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Peter Ladefoged and Phonetics in the Field. Ian Maddieson University of California, Berkeley ianm@berkeley.edu.

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peter ladefoged and phonetics in the field

Peter Ladefoged and Phonetics in the Field

Ian Maddieson

University of California, Berkeley

ianm@berkeley.edu

slide2

Among many distinctive contributions to phonetics by Peter Ladefoged is an insistence on the immense diversity of phonetic phenomena in the languages of the world, particularly at the segmental level

  • Because of this, Peter has maintained a flexible approach to any scheme of classification or description, adapting to both new approaches and new data
  • Perhaps more than any other phonetician he has always expected to find surprises, and has gone to far corners of the world in search of them
slide3

His ground-breaking Phonetic Study of West African Languages from 1964 laid out a template for synthesizing a large mass of data which is echoed in later works such as Preliminaries to Linguistic Phonetics and Sounds of the World’s Languages

  • His widely-used Course in Phonetics and other textbooks have drawn on this extensive experience and shown generations of students the richness of spoken sound
  • But the beginning of this thread in Peter’s work is clearly the Phonetic Study of West African Languages
slide4

My well-used personal copy of

A Phonetic Study of West African Languages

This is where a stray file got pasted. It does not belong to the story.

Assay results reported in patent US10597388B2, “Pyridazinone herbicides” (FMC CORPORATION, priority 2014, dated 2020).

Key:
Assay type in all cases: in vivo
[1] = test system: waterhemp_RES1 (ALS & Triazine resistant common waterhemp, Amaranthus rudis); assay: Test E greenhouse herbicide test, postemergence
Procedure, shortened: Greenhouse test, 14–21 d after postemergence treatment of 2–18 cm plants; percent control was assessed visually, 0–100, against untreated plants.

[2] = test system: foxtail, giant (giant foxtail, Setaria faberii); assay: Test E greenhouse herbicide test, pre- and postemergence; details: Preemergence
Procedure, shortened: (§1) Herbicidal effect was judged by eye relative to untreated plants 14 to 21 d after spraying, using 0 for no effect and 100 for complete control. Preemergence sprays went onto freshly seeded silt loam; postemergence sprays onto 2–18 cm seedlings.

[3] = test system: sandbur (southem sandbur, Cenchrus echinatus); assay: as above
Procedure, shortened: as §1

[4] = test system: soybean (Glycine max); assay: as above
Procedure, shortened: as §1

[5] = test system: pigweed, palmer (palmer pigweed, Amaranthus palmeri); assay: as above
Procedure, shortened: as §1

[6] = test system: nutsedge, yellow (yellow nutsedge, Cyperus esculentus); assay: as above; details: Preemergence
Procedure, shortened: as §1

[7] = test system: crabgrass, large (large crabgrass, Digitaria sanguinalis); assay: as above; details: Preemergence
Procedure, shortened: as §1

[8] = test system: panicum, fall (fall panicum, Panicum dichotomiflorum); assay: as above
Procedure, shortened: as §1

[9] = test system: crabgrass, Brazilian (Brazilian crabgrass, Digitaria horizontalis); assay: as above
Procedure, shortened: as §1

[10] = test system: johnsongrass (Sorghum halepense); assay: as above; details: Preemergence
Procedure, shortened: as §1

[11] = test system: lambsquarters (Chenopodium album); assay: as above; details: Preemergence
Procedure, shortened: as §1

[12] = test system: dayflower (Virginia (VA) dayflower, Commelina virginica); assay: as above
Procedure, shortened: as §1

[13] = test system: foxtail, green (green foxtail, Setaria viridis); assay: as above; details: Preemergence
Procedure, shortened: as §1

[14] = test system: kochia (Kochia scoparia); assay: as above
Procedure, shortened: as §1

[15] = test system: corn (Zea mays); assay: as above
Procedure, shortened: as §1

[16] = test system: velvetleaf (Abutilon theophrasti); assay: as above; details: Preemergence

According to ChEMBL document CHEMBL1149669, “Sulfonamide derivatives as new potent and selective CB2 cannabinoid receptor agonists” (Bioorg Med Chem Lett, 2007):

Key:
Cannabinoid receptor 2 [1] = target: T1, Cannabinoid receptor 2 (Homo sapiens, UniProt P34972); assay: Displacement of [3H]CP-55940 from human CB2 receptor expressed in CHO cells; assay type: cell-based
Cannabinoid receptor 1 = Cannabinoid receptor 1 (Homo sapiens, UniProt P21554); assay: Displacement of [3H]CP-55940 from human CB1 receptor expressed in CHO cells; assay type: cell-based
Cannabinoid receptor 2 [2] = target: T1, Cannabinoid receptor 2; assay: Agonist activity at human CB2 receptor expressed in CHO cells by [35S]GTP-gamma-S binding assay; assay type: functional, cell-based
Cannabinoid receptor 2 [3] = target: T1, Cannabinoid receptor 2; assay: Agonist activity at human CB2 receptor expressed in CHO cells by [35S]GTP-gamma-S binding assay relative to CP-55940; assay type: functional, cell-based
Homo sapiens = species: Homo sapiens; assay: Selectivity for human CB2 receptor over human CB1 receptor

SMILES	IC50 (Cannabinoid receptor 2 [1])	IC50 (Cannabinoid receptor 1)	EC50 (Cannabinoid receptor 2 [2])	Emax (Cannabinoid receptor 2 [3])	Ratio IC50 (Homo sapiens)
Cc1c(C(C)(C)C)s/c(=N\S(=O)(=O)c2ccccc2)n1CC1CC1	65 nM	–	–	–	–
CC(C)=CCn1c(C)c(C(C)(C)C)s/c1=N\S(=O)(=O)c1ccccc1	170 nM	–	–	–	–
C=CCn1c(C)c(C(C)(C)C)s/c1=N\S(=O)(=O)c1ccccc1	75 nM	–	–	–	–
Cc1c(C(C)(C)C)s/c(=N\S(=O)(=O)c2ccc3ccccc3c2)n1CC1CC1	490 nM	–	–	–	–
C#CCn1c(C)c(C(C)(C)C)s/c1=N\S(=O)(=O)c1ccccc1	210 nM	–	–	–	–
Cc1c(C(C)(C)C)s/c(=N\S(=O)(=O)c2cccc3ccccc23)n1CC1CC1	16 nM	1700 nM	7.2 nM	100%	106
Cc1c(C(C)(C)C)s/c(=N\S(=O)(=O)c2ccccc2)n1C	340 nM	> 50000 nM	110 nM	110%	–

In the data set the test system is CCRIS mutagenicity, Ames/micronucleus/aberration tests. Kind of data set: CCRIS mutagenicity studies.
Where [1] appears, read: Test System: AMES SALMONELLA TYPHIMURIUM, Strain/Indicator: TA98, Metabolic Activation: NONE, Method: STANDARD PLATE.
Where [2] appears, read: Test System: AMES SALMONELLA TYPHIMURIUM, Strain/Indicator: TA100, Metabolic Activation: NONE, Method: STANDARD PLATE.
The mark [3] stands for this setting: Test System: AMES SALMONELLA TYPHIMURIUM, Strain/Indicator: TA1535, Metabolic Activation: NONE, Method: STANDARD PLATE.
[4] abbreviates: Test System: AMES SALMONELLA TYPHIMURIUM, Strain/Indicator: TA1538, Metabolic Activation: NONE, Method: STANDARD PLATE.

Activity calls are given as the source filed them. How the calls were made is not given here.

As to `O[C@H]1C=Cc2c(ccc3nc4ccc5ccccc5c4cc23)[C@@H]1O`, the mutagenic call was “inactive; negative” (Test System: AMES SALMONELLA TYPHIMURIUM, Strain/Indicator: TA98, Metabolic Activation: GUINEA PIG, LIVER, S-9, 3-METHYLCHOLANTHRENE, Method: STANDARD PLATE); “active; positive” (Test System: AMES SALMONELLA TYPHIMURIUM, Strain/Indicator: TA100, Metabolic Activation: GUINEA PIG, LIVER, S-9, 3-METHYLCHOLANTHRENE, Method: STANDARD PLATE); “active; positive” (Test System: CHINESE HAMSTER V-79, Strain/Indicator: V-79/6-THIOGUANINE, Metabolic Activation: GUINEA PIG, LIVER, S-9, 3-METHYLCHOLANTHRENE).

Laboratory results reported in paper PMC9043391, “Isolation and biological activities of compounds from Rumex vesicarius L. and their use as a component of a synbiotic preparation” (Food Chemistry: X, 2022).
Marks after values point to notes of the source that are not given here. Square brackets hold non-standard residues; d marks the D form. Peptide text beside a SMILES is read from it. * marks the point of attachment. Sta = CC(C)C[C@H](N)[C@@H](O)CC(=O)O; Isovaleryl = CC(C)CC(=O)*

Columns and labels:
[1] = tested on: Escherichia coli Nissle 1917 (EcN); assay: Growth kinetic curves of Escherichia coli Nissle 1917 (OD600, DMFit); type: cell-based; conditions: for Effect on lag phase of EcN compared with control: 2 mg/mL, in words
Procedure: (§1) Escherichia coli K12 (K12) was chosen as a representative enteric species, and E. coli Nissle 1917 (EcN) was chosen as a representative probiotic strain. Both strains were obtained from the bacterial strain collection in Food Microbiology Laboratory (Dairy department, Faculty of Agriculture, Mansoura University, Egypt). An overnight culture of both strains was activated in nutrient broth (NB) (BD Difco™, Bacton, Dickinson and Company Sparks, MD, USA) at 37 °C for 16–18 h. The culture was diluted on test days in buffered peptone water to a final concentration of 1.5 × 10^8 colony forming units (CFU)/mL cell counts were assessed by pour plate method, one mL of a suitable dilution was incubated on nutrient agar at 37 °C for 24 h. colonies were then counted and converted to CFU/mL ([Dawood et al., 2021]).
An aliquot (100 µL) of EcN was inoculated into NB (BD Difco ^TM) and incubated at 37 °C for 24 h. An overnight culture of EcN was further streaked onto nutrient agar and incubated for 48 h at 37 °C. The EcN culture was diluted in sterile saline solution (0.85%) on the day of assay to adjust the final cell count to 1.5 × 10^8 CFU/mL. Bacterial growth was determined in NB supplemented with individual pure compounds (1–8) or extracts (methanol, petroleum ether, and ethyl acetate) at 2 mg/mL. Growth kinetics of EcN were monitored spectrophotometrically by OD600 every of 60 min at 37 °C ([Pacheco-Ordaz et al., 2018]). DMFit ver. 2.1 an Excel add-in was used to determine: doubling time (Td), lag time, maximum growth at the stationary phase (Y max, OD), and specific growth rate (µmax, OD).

slide5

Peter spent the year 1959/60 in Nigeria, ‘seconded’ from lectureship in phonetics at Edinburgh University

  • Met Joseph Greenberg and William Welmers scouting for projects for the Ford Foundation’s Survey of West African Languages
  • Proposed a phonetic study
  • After a year back in Edinburgh, returned to base in Ibadan for 1961/62 academic year
  • Collected material in Nigeria, Ghana, Sierra Leone and Senegal on 61 languages from 9 countries
  • By the time of publication, Peter was already at UCLA, his primary academic home ever since
slide6

PSWAL was unlike any previous work in the breadth of descriptive techniques brought to bear

  • “I do not know of any previous attempt to use data provided by palatograms, linguagrams, casts of the mouth, photographs of the lips and spectrograms all of the same utterance, supplemented by tracings of cine-radiology films and pressure and flow recordings of similar utterances of the same word” (PSWAL, Introduction, p. xvi)
  • To this day we do not have any comparable study of the languages of any other area of the world
slide7

Spectrogram of Hausa phrase containing the word /ts’unts’a~aje~e/ “birds” (PSWAL Plate 1A)

slide8

Four types of stops in Owerri Igbo (PSWAL Plate 5)

Audio waveform

Oral airflow

Intraoral pressure

Spectrogram

slide9

Simultaneous frontal and lateral photographs of selected labial consonants of Isoko (PSWAL Plate 12)

slide10

Pharyngeal and oral pressure records and waveform and spectrogram of Itsekiri phrase containing bilabial and labial-velar stops /i~pE~rE~ kpo~ro~ bu!gba!/ “a big nail and a calabash” (PSWAL Plate 2A)

slide11

Data on Larteh voiced labial-palatalized alveolar stop in the word /e!dÁo!/ “yam”. Spectrogram, palatogram, linguagram, lip position photo and reconstruction of the articulatory posture (PSWAL Plate 9)

slide12

The recordings

made for PSWAL

are even now

available for

further research

on UCLA Archive

site

slide13

The recordings

made for PSWAL

are even now

available for

further research

on UCLA